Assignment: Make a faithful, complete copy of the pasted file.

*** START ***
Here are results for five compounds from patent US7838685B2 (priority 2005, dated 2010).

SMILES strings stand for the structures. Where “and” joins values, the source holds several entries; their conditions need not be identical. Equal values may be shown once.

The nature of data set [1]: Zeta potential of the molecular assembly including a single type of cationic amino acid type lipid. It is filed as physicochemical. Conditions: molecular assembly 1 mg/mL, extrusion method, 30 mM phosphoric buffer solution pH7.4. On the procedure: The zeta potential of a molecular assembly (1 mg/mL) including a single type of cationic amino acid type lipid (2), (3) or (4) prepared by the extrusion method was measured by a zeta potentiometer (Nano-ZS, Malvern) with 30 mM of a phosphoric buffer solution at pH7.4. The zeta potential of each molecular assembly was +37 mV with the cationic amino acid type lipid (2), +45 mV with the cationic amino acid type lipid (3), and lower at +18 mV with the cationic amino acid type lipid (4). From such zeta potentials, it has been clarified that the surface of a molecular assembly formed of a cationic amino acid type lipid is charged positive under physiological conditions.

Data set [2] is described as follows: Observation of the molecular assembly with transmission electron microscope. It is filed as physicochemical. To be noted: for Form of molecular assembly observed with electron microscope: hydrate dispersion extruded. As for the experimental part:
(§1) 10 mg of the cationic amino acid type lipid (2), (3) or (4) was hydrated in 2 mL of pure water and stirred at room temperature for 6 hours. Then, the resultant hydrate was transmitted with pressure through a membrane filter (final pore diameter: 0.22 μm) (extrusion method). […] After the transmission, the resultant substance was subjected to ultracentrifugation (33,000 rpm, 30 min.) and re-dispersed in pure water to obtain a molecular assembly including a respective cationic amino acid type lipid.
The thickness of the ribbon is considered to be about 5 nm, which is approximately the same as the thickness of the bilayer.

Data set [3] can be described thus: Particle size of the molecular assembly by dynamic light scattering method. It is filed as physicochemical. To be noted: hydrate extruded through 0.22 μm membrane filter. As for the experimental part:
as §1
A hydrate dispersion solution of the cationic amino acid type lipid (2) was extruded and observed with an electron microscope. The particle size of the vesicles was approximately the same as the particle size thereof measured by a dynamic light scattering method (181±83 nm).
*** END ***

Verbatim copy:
Here are results for five compounds from patent US7838685B2 (priority 2005, dated 2010).

SMILES strings stand for the structures. Where “and” joins values, the source holds several entries; their conditions need not be identical. Equal values may be shown once.

The nature of data set [1]: Zeta potential of the molecular assembly including a single type of cationic amino acid type lipid. It is filed as physicochemical. Conditions: molecular assembly 1 mg/mL, extrusion method, 30 mM phosphoric buffer solution pH7.4. On the procedure: The zeta potential of a molecular assembly (1 mg/mL) including a single type of cationic amino acid type lipid (2), (3) or (4) prepared by the extrusion method was measured by a zeta potentiometer (Nano-ZS, Malvern) with 30 mM of a phosphoric buffer solution at pH7.4. The zeta potential of each molecular assembly was +37 mV with the cationic amino acid type lipid (2), +45 mV with the cationic amino acid type lipid (3), and lower at +18 mV with the cationic amino acid type lipid (4). From such zeta potentials, it has been clarified that the surface of a molecular assembly formed of a cationic amino acid type lipid is charged positive under physiological conditions.

Data set [2] is described as follows: Observation of the molecular assembly with transmission electron microscope. It is filed as physicochemical. To be noted: for Form of molecular assembly observed with electron microscope: hydrate dispersion extruded. As for the experimental part:
(§1) 10 mg of the cationic amino acid type lipid (2), (3) or (4) was hydrated in 2 mL of pure water and stirred at room temperature for 6 hours. Then, the resultant hydrate was transmitted with pressure through a membrane filter (final pore diameter: 0.22 μm) (extrusion method). […] After the transmission, the resultant substance was subjected to ultracentrifugation (33,000 rpm, 30 min.) and re-dispersed in pure water to obtain a molecular assembly including a respective cationic amino acid type lipid.
The thickness of the ribbon is considered to be about 5 nm, which is approximately the same as the thickness of the bilayer.

Data set [3] can be described thus: Particle size of the molecular assembly by dynamic light scattering method. It is filed as physicochemical. To be noted: hydrate extruded through 0.22 μm membrane filter. As for the experimental part:
as §1
A hydrate dispersion solution of the cationic amino acid type lipid (2) was extruded and observed with an electron microscope. The particle size of the vesicles was approximately the same as the particle size thereof measured by a dynamic light scattering method (181±83 nm).